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Construction and demolition waste in Western Australia: A case study on best practice demolition

Murray, Rachel Louise (2019) Construction and demolition waste in Western Australia: A case study on best practice demolition. Honours thesis, Murdoch University.

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Abstract

The C&D waste sector is the only sector in which waste generation has increased in Australia, and most recent data shows WA diversion of C&D waste from landfill to be 57% [1, 2]. This is low compared to countries such as Japan and the Netherlands which achieve diversion rates of 97% and 95% respectively. In addition to this, the extraction and production of raw construction materials can result in large amounts of greenhouse gas emissions which are harmful to the environment. The reuse and recycle of C&D materials can help to alleviate both problems and as such WA’s transition towards a circular economy is of high importance to the current waste industry.

The aim of this study is to identify barriers and opportunities which contribute to a higher rate of reuse, recycle and recovery in best practice demolition, and the transition towards a circular economy in the C&D sector of WA. The Hamilton Senior High School (HSHS) demolition was chosen as a case study due to the use of best practice demolition techniques, including onsite crushing activity and direct recycle/reuse. The four objectives achieved under this study include:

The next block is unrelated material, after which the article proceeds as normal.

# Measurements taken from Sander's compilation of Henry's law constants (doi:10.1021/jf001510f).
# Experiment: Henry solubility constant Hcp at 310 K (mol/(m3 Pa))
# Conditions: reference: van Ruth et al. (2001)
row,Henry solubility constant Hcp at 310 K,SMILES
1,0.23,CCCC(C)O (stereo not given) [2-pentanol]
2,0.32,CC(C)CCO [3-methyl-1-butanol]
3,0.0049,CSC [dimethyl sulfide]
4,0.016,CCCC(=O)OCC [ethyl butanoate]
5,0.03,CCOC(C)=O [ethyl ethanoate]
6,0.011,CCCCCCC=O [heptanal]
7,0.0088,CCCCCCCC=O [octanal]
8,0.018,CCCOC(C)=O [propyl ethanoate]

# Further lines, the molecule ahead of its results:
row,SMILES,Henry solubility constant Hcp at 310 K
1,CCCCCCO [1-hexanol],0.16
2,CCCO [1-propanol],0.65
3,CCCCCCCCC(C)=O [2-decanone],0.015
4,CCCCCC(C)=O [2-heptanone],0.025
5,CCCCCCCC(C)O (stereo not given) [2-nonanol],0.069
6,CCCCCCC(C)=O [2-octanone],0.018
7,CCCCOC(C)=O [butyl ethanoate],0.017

1. Gain an understanding of current issues or innovations within the C&D waste sector;
2. Identify the waste contribution of the HSHS demolition to the WA waste stream and stockpiling, and if this could be further improved;
3. Determine the environmental impacts/savings of conducting a demolition and potential construction using WA best practice;
4. Determine the economic viability of conducting best practice demolition in WA

The methods chosen to achieve these objectives were industry surveys, total waste quantification at the HSHS site, environmental impact assessment via carbon footprint, economic assessment via cost benefit analysis, and a comparison to a business as usual and worst case scenario.

Successful achievement of the objectives identified a significant problem with illegal disposal practices occurring to avoid landfill levy payments. Lack of regulation, voluntary reporting, lack of economic incentive (including market for products) and ineffective landfill levy application to regional areas were also identified to be barriers to higher recycle and reuse. Results also displayed the environmental and economic benefits of this demolition. Best practice techniques resulted in the highest net GHG abatement (327 tCO2e), low contribution to the C&D waste/stockpiling streams (10200 t, or 92.7% recycled material), and cost savings generated by lower raw material use, transport and waste fees (saving approximately $252,000). The HSHS demolition was however, the most expensive scenario, with approximately $1,900,000 comparable costs.

Further research could be conducted on the application of higher direct reuse and possibly design for deconstruction to improve material circularity. It is recommended that regulation surrounding the landfill levy should be put in place to discourage illegal practices. In addition, economic incentive could be provided in the form of lower labour taxes, and higher raw materials tax to encourage best practice demolition techniques.

Item Type: Thesis (Honours)
Murdoch Affiliation: School of Engineering and Information Technology
Supervisor(s): Anda, Martin
URI: http://researchrepository.murdoch.edu.au/id/eprint/52465
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